Attorney General negotiated settlement gives 5 Paugus Woods homeowners option to sell property back to the developer
LACONIA — As part of a negotiated settlement with the N.H. Attorney General, developer Brady Sullivan Properties has agreed to buy back the home of five families who purchased homes here in the Villas at Paugus Woods, LLC — if the owners want to sell.
The agreement, which was announced yesterday afternoon, was approved by Belknap County Superior Court on January 27, ending a legal battle that began in December of 2010 when a Sarasota Lane family reported some cracks in their modular home.
Told by Brady Sullivan the cracks were "cosmetic," they notified the state fire marshal and asked for an inspection. Fire Marshal Ken Walsh's affidavits were made public and said that the lag bolts that connect module "C" with the rest of the three-part modular home were not installed.
Walsh also noted that the foundations under the "C" module was not constructed in a way that would support it.
"Because of these failures," wrote former Attorney General Mike Delaney in his filing, "the C Module was physically moving away from the remainder of the house.
The separation of the "C" module was creating the drywall cracks that the family noticed and reported.
Other problems in some of the homes that were inspected were in ventilation and air handling systems as well as electrical issues.
All totaled, Walsh said he got eight complaints and contacted Brady Sullivan to see how the company was going to resolve the complaints.
The Villas at Paugus Woods is a multi-unit sub-division off White Oaks Road. Initially started by a different private developer, the entire subdivision was purchased by Brady Sullivan in 2009.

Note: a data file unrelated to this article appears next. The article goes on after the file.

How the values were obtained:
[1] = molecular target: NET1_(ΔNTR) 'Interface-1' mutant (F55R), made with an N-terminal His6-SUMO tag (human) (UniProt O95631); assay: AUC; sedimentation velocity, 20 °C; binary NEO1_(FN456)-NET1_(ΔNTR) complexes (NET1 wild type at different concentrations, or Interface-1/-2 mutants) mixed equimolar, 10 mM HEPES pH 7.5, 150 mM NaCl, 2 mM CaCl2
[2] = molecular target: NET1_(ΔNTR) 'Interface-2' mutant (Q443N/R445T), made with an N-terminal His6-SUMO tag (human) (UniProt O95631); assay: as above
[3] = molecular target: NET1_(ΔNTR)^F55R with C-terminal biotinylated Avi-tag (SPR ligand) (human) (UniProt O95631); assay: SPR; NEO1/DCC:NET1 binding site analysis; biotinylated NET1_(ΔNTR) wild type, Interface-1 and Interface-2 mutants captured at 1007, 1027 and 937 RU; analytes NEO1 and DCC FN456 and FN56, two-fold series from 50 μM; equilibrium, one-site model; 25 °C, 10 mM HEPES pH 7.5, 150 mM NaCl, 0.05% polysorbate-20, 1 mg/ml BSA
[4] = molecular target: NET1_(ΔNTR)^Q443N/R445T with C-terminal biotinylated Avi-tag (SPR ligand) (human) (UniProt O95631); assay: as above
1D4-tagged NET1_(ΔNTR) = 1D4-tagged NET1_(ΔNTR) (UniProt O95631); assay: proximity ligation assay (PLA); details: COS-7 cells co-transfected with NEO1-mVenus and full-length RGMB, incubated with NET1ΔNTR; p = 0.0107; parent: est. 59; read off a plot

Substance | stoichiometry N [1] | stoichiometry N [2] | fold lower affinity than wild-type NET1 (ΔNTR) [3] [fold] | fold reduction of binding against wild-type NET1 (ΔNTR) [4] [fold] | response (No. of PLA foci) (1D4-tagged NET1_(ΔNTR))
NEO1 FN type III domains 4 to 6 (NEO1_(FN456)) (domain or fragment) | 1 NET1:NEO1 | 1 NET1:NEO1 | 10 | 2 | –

Brady Sullivan attorneys contended that the City of Laconia had inspected all of the homes and occupancy permits were issued.
On January 13, 2011, city officials, Walsh, and the Brady Sullivan project construction manager met with representatives of all of the subcontractors with the exception of Excel Homes, whose attorneys said the company was in bankruptcy.
Brady Sullivan agreed to stop selling homes while a resolution was in the offing but later asked for and received an exemption for two buyers who had already given up their former homes.
AG Delaney brought suit against Brady Sullivan after learning that an independent inspector had identified 20 code violations that still existed.
The agreement between the state and Brady Sullivan also states that at the attorney generals request, an independent engineer was engaged to inspect every home in the sub-division and fix any defects identified and fix them at Brady Sullivan's expense.
Brady Sullivan must also pay $85,000 in administrative costs and investigative costs to the State of New Hampshire.
Owners of the five homes offered buyouts couldn't not be reached for comment.